6. Attach Hoses. Using a descaling system, which is chemical safe, attach a circulation hose to pump fluid into the bottom and return fluid from the top. The exit point must be at the exchanger’s highest point. This ensures the cleaning agent comes in contact with all interior wetted surfaces and that upper interior areas do not become air-bound with CO2 or foaming.
  7. Fill Up and Test. Fill the heat exchanger with water and perform a hydrostatic test by turning on the pump and circulating the water. This action assures the exchanger is isolated and none of the cleaning agents will be needlessly lost. Bleed-off water equal to the volume of chemicals required for cleaning. If too much water is bled off, add some back in to complete the circulation loop. Additional water may be needed during the cleaning process as deposits are dissolved to make sure dissolved deposits do not stick somewhere within the system.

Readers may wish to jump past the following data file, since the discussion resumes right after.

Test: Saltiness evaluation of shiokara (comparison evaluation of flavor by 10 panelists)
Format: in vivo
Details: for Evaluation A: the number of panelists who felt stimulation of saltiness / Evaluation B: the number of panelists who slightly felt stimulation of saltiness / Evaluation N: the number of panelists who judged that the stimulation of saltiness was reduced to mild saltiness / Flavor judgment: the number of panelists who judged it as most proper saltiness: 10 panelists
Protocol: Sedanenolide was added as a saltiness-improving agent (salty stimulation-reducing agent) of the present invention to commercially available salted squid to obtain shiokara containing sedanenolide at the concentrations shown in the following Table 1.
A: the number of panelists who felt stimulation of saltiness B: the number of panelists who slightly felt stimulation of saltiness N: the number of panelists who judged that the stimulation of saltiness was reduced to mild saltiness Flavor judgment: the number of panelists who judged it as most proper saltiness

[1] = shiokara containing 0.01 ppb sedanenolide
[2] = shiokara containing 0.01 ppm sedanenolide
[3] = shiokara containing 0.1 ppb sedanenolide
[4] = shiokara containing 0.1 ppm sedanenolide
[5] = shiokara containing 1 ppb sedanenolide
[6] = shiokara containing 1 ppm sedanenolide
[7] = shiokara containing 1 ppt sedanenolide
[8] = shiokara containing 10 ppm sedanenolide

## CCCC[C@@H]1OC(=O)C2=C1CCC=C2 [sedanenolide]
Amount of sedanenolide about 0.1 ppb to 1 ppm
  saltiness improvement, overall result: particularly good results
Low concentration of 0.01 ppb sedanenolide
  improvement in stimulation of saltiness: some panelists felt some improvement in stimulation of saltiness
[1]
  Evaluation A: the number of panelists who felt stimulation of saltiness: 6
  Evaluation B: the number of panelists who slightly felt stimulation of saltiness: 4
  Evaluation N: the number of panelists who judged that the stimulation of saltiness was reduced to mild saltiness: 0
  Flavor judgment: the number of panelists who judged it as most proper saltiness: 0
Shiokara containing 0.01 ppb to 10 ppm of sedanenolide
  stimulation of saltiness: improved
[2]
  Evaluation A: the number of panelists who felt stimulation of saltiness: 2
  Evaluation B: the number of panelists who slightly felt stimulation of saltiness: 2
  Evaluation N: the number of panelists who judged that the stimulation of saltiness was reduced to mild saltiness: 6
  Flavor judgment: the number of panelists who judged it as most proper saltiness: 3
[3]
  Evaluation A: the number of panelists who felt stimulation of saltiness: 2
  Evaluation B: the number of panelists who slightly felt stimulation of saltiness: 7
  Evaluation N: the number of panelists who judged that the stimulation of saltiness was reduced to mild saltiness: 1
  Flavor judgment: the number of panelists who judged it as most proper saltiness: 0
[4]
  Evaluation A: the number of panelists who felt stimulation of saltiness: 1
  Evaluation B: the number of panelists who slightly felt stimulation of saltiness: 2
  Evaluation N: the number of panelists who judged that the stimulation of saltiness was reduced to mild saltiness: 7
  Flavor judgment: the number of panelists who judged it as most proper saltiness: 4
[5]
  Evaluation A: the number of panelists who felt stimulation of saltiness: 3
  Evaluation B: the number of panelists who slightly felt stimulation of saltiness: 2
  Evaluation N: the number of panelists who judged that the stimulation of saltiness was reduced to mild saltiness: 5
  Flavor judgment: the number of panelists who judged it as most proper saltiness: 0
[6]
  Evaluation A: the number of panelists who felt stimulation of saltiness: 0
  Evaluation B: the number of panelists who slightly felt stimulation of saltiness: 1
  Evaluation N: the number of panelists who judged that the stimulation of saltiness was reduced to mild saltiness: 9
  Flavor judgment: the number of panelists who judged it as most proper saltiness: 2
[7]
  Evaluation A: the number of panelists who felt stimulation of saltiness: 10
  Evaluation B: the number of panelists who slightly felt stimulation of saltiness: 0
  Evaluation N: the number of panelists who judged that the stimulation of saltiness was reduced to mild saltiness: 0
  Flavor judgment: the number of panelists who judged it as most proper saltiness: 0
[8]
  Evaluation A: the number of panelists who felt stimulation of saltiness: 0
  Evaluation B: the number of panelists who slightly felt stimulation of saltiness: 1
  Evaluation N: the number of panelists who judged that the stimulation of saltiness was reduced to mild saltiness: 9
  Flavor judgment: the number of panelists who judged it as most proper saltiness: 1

8. Check It Out. Periodically check isolation valves as they may have initially seated against the scale. As chemicals dissolve the scale, this action will help prevent product loss.
  9. Give It Time. Allow sufficient cleaning time. Circulate the cleaning agent for the recommended timeframe.
  10. Rinse Thoroughly. Empty the heat exchanger of dangerous chemicals after the solution has completed its job. To flush the heat exchanger, turn off the circulation pump, remove the return hose from the recirculation system, and put it in a drain. Add a freshwater hose to the recirculation bucket on the pump system and turn the pump back on. Run clean water through the heat exchanger until the return water is clear. This action will also flush out the pump system. As an added safeguard, technicians can reverse the hoses so they pump into the top and out the bottom. This will flush away debris that has settled on the bottom.